A far rightwing commenter disagrees that there existed primitive communism in the past, as theorized by Marx. Instead, he opines that primitive man lived, absurdly, in some condition called “the free market.”
You could say primitive man was communal but NOT communist. There is no such thing as voluntary Socialism/Capitalism. Such are contradiction in terms, Robert. If work within a group are completely voluntary, then it is by definition a free market. If they were forced to work together, then it was some sort of authoritarian-ruled collective. Either way your argument is bunk.
Needless to say this fellow’s definition of free market (capitalism as per Adam Smith) is quite unlike any other I’ve ever heard.
Many primitive tribes lived under primitive communism. There was no free market among primitive tribes, there was no market period, there was no capitalism, there was no exploitation other than maybe of slaves, there were no wages, people lived in communes, hunted, collected, farmed, etc. for the common good. Food was divided amongst all members. No one hired anyone to do anything, paid them, marked up their labor, and sold it or products based on it for profit. Hence, no capitalism, no free market.
In the Middle Ages, there were many artisans, but they were more or less free agents akin to the self-employed. Shoemakers, tailors, chimney-sweeps, etc.
Much of the rest of society was under feudalism. Before the fencing of the Commons in England that was necessary for capitalism, most were primitive artisans or small landholders. Small parcels were farmed and some livestock was held. In the meantime, households made a few items here and there for sale.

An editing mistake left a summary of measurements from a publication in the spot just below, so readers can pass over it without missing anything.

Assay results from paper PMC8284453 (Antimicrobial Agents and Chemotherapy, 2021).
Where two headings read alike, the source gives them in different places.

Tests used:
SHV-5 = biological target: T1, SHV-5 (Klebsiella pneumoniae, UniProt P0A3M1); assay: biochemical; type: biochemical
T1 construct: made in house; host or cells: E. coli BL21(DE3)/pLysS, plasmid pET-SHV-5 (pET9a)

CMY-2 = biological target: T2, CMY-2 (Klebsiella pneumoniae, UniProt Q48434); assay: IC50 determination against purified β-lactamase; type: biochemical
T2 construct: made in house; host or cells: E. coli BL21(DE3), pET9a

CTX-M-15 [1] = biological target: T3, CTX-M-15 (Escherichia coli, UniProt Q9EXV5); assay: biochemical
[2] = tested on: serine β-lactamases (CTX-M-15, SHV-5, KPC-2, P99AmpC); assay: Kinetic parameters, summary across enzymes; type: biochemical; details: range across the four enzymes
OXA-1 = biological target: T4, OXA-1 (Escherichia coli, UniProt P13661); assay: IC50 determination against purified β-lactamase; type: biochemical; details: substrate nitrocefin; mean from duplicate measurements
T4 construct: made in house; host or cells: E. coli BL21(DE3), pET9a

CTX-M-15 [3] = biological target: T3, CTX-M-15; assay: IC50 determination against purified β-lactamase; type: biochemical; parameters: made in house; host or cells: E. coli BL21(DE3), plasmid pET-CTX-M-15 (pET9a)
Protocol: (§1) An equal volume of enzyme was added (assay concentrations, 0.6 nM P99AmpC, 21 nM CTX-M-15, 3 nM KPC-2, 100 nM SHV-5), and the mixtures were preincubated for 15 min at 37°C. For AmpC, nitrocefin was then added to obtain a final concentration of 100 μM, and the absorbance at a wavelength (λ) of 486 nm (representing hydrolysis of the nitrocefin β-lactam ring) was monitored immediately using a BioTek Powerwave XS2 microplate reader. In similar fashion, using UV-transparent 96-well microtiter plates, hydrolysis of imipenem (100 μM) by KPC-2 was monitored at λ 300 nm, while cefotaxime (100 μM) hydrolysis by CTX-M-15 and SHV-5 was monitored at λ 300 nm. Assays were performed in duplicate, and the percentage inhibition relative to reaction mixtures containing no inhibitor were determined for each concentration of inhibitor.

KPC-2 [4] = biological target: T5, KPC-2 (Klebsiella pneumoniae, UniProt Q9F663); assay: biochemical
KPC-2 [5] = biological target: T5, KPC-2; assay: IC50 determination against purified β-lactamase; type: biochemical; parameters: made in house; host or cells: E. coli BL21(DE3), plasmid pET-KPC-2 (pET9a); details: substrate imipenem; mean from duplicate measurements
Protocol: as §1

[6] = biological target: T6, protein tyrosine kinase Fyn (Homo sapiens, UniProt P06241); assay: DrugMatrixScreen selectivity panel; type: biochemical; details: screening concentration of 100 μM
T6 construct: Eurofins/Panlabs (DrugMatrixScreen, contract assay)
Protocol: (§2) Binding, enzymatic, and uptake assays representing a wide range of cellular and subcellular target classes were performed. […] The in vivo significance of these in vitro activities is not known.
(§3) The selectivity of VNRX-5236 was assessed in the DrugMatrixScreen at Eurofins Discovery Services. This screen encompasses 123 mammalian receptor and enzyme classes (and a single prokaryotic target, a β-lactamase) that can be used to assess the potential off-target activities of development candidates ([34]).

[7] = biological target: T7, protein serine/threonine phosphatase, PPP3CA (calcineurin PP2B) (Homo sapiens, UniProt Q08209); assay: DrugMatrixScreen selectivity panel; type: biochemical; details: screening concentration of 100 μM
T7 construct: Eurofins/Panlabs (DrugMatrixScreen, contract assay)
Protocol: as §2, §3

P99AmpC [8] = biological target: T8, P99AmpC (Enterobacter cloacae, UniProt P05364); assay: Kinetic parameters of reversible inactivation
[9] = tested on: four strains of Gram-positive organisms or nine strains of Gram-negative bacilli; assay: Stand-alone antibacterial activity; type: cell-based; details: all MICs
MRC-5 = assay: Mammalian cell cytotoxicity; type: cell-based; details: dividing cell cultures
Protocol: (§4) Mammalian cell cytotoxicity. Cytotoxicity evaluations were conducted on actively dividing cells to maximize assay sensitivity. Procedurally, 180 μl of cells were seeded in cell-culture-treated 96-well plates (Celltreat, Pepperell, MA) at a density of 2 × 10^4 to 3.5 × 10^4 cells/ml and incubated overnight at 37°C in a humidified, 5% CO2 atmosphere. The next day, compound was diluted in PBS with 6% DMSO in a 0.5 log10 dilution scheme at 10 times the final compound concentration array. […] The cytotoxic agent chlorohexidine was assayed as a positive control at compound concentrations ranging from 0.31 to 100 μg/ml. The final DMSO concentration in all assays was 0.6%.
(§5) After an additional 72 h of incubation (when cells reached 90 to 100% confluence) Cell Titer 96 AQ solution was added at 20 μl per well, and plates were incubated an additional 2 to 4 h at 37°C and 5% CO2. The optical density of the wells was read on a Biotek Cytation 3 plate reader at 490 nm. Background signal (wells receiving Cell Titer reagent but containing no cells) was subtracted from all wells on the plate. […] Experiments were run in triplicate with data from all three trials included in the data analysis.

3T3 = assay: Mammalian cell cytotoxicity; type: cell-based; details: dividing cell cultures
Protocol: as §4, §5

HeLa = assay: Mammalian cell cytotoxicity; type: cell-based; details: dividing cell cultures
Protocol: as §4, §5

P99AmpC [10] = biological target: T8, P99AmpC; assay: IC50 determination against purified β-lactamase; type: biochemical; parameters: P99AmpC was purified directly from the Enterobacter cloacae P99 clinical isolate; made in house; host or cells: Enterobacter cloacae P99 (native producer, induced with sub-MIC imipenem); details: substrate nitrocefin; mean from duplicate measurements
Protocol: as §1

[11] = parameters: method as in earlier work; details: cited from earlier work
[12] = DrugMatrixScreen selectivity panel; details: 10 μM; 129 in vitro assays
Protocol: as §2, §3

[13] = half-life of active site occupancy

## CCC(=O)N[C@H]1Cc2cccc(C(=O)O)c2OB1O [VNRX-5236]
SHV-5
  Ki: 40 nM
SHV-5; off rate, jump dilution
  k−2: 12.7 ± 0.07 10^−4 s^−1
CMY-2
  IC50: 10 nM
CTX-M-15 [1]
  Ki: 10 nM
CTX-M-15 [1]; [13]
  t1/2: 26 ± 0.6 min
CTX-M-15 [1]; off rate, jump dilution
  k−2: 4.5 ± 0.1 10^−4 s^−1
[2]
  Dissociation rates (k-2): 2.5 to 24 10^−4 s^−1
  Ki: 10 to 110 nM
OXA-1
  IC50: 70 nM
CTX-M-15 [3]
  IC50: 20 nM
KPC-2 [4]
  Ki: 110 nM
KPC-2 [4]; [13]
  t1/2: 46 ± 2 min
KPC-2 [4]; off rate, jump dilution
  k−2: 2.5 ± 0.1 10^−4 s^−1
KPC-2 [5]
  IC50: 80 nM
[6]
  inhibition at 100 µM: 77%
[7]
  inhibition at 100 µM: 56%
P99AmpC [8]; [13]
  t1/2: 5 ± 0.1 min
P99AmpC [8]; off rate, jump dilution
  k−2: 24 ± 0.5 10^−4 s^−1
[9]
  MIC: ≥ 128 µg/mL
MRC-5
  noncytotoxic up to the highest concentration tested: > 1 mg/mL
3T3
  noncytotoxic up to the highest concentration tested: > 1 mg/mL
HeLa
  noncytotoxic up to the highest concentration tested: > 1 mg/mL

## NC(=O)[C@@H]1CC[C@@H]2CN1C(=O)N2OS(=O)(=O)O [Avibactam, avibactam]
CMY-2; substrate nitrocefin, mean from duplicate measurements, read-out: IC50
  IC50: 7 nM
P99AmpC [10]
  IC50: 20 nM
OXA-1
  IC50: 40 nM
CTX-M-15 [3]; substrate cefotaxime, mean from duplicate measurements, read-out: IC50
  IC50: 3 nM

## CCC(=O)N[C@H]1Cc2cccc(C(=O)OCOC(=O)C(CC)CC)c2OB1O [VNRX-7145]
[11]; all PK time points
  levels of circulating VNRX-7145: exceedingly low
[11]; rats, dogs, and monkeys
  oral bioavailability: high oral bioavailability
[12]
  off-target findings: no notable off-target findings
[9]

There was no labor force for the plants that the capitalists wished to build. They were building the plants and no one was coming to work in them. Since people were happy to work their small parcels and do a little household industry on the side, no one wanted to give that up to become a wage slave in some Godawful capitalist firm.
In order to create a proletariat, the Commons was fenced off, and the small landholders were driven off the land into teeming towns where they crowded, starving and in rags, a new army of proletarian workers for the capitalists. There were long debates about this in the English Parliament about the necessity of throwing all of the small householders off their land and depriving them of their livelihoods in order to create a captive workforce who needed to sell their labor to capitalists or starve.
This process has actually been repeated over and over in the modern era and continues to this day in places like India, El Salvador, Paraguay, Brazil, Honduras, Mexico, Peru, Philippines and Colombia where the poor are continuously being thrown off their small parcels so their lands can be seized by large landowners, and the poor farmers are hence proletarianized and turned into landless peasants.
There are even suggestions that this occurred in the early days of the US. So many Americans were becoming small landowners in the West that this raised serious problems for the creation of a captive proletariat. Hence much of the land was grabbed by the state and turned over to the railroads in an attempt to deprive small landowners of land and force them to sell their labor or starve.
Read Marx, “The Genesis of Capital.”
Capitalism is a new thing, mostly since about 1400 or so.
- Marx, Karl. 1978. Genesis of Capital. Moscow: Progress Publishers.